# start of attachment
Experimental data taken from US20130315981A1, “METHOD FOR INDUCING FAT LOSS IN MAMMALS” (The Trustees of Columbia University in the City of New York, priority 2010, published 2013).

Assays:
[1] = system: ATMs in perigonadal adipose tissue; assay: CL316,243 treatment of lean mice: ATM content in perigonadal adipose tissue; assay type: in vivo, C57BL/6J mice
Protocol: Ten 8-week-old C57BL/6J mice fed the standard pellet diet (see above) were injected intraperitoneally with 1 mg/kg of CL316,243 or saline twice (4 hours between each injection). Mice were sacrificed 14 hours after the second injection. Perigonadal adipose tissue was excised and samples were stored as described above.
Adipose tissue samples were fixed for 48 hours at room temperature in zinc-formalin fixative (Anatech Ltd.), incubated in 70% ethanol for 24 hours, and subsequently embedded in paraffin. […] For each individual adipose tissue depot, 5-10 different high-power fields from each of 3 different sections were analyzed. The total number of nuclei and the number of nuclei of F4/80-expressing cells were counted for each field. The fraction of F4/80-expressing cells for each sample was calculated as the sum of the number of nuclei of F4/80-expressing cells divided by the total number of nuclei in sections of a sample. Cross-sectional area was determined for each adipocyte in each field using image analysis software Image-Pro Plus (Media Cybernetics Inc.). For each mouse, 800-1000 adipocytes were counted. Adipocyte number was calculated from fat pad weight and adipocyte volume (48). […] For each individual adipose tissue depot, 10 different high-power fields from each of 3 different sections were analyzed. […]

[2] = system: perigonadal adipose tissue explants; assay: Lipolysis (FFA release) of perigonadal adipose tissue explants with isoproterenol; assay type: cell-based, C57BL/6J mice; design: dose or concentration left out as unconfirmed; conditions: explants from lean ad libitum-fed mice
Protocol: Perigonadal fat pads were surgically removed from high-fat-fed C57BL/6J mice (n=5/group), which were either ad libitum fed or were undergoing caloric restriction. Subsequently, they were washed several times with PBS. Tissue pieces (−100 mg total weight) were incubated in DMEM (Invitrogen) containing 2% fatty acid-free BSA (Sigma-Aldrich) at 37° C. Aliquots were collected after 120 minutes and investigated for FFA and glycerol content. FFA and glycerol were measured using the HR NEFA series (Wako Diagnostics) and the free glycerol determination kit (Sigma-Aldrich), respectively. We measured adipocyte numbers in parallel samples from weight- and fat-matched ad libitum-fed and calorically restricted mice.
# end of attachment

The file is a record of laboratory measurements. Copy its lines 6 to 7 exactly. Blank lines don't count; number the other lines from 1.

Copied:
[2] = system: perigonadal adipose tissue explants; assay: Lipolysis (FFA release) of perigonadal adipose tissue explants with isoproterenol; assay type: cell-based, C57BL/6J mice; design: dose or concentration left out as unconfirmed; conditions: explants from lean ad libitum-fed mice
Protocol: Perigonadal fat pads were surgically removed from high-fat-fed C57BL/6J mice (n=5/group), which were either ad libitum fed or were undergoing caloric restriction. Subsequently, they were washed several times with PBS. Tissue pieces (−100 mg total weight) were incubated in DMEM (Invitrogen) containing 2% fatty acid-free BSA (Sigma-Aldrich) at 37° C. Aliquots were collected after 120 minutes and investigated for FFA and glycerol content. FFA and glycerol were measured using the HR NEFA series (Wako Diagnostics) and the free glycerol determination kit (Sigma-Aldrich), respectively. We measured adipocyte numbers in parallel samples from weight- and fat-matched ad libitum-fed and calorically restricted mice.